By Kenneth Molosi, CEO
The creation of employment opportunities continues to be a challenge in Botswana and on the African continent. To exacerbate this even further, there appears to be no viable solutions in sight despite a considerable amount of policy, research, and practitioner interest in resolving this monstrous gorilla in the room. Similar to the rest of the continent, Botswana continues to grapple with the mounting challenge of youth unemployment, which is currently at 28.8% according to Statistics Botswana (Labour Force Survey, 2019).
The government (and to a lesser extent the private sector) has attempted to respond to this challenge by positioning a number of youth-oriented interventions and programmes as a means of generating employment. Among these, there is clear evidence of efforts channeled towards propelling the youth into entrepreneurship. The entrepreneurship development approach serves as a step in the right direction as this is a validated method for creating jobs in any economy across the globe. Despite these noble efforts, the impact is somewhat muted in Botswana due to a design flaw that focuses on developing entrepreneurship at a micro and small business level. Enterprises at this level create less than 25 jobs, compared to medium sized enterprises that generate employment of 26-99 people. Therefore, in an attempt to tilt the scale towards the latter, a strategic re-evaluation of the current entrepreneurship and enterprise development strategy should focus on the development of a large number of sustainable medium-sized businesses as a game-changer.
My observation over time (and most recently through participation in various webinars) is that the “youth employment” crisis continues to be a permanent feature in most conferences, seminars, and workshops across sub-Saharan Africa. This is culminating in a plethora of hurriedly curated youth-oriented programmes and interventions, which is proving to be quite ineffective. What is even more startling is that the key performance indicators clearly show that we continue to waste limited resources on ill-informed programmes that are not addressing the job creation problem.
The latest research findings from the Brookings Institution, indicate that ….the framing of the problem as a “youth employment” crisis means many interventions are relatively small and narrowly targeted. This limited focus based on the framing of the problem inadvertently leads to limited results and failure to address the structural issues that inhibit the creation of quality jobs on the continent. In 2012, I wrote a LinkedIn article, which clearly indicated that the job creation problem in Botswana is purely structural, which is further validated by the latest Brookings Institution research findings. Therefore, it goes without saying that we have to start framing the job creation challenge in a broad and inclusive manner. For example, if the root cause of the problem is the structure of our economy, then a more appropriate question could be “How might we create a vibrant diversified economy that creates jobs sustainably for everyone?” The ‘all about youth’ framing to the job creation challenge in Botswana ignores the bigger question….. “Why is the Botswana economy not creating jobs?”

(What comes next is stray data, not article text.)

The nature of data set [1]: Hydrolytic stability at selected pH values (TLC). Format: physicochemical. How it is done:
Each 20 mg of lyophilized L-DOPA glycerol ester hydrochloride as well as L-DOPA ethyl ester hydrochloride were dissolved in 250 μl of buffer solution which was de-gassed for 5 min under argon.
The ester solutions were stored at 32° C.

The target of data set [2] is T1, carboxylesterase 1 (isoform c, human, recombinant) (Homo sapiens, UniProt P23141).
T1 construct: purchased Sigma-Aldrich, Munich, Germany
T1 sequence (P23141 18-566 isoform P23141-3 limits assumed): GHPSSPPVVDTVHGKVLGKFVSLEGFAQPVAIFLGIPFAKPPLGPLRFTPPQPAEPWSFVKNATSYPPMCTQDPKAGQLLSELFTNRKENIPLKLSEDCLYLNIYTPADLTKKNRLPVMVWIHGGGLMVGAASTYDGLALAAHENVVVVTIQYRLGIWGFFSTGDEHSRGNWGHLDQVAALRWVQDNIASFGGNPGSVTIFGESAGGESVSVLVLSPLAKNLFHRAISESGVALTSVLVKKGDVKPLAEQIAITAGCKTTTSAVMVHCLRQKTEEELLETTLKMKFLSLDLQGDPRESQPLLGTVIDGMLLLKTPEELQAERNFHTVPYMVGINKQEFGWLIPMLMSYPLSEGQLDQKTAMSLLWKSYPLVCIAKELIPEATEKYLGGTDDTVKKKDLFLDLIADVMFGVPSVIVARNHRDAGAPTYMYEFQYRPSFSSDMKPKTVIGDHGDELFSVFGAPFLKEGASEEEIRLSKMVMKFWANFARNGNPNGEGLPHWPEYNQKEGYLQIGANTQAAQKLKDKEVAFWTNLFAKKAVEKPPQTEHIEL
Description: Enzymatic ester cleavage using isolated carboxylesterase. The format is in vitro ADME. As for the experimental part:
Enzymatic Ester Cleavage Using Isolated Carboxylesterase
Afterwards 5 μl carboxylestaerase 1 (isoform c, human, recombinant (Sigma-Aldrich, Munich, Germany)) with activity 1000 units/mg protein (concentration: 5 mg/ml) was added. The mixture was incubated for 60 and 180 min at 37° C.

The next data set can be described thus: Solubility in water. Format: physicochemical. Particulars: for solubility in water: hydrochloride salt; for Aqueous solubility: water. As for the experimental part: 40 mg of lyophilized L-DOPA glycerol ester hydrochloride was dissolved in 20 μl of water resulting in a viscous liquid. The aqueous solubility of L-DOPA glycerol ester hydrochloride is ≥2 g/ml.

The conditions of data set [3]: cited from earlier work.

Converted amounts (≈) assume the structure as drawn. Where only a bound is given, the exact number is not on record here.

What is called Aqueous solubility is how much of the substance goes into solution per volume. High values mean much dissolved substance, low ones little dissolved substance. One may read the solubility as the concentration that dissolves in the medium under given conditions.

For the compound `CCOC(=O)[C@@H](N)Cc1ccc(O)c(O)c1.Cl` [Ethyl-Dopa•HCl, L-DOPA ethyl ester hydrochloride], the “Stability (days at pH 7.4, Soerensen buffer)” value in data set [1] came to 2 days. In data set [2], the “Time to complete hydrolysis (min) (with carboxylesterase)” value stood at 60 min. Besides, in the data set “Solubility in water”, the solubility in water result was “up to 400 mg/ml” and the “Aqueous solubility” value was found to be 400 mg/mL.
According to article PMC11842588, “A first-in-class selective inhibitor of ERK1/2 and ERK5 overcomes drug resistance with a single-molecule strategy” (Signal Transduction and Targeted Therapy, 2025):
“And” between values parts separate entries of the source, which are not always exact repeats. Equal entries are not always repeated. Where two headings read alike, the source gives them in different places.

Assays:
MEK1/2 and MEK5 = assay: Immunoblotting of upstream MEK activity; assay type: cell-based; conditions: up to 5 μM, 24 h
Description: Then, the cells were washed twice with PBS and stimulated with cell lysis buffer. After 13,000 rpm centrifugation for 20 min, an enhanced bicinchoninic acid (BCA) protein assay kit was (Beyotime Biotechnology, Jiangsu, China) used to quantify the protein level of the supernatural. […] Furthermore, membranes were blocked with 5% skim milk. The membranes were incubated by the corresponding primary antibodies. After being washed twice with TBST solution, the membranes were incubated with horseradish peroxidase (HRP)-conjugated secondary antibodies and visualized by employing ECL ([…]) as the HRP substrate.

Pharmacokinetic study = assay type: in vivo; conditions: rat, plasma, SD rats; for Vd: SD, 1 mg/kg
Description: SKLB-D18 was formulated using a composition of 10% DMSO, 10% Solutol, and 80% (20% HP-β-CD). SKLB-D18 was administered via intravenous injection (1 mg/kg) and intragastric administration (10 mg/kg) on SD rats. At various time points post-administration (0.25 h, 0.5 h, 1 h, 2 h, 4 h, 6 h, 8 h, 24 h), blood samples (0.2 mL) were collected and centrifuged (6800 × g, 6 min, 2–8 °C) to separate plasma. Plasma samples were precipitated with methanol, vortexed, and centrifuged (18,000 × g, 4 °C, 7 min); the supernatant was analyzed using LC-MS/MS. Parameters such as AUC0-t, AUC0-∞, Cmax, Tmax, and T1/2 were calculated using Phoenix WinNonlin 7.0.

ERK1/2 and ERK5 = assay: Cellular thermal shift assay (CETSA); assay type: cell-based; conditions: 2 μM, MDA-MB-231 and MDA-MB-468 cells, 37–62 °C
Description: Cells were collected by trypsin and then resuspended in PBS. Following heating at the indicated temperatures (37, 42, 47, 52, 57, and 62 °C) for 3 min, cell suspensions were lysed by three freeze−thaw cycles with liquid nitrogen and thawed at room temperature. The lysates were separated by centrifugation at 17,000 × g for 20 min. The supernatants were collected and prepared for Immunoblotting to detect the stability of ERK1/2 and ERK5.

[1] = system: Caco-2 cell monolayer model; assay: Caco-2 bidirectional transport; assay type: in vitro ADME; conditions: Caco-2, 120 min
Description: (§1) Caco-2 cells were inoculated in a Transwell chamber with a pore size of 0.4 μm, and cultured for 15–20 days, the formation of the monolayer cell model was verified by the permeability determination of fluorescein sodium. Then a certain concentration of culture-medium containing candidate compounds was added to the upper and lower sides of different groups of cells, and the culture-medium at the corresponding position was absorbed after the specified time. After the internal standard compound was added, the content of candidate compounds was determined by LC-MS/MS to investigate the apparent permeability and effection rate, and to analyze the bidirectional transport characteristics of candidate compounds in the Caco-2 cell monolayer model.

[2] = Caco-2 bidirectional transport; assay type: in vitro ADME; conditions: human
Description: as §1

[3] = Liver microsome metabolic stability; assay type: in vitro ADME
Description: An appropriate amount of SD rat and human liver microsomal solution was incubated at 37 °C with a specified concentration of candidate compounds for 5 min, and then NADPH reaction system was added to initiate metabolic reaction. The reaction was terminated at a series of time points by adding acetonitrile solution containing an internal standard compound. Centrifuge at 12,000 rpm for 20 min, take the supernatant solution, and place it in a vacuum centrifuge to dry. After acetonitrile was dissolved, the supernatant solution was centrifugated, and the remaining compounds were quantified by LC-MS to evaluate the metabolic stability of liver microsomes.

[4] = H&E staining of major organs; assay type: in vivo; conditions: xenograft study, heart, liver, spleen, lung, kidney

The framing of these two questions should naturally lead us to deeply reflect on the fundamental structural challenges that are inhibiting job creation in African economies. The latest research still indicates that Africa still suffers from the ‘missing middle’ challenge. The ‘middle’ refers to a robust economic environment where SME growth and sustainability is the norm and there is a concerted effort from Government and the private sector, working in partnership to drive sustainable economic growth. The recent COVID-19 crisis has created a golden opportunity for Africa to hit the reset button, pause and innovate a new approach that will yield the requisite results on the job creation agenda. Current interventions are just not effective as evidenced by the growing unemployment on the continent, which is exacerbated by the COVID-19 crisis.
The conclusions of the latest Brookings Institution report findings, which pronounce that Africa’s ‘youth employment’ crisis is actually a ‘missing jobs’ crisis offers policymakers a clear solution. The institution proposes a counternarrative that places the problem of job creation squarely within the structure of African economies, which simply do not provide opportunities for the creation of good quality jobs for people of all ages. In the Botswana context, a comprehensive solution still lies within the diversification of the economy through an approach that targets economic sectors where the country has clear comparative advantage (such as tourism, mining, manufacturing, etc.) and have been proven to generate and sustain decent jobs.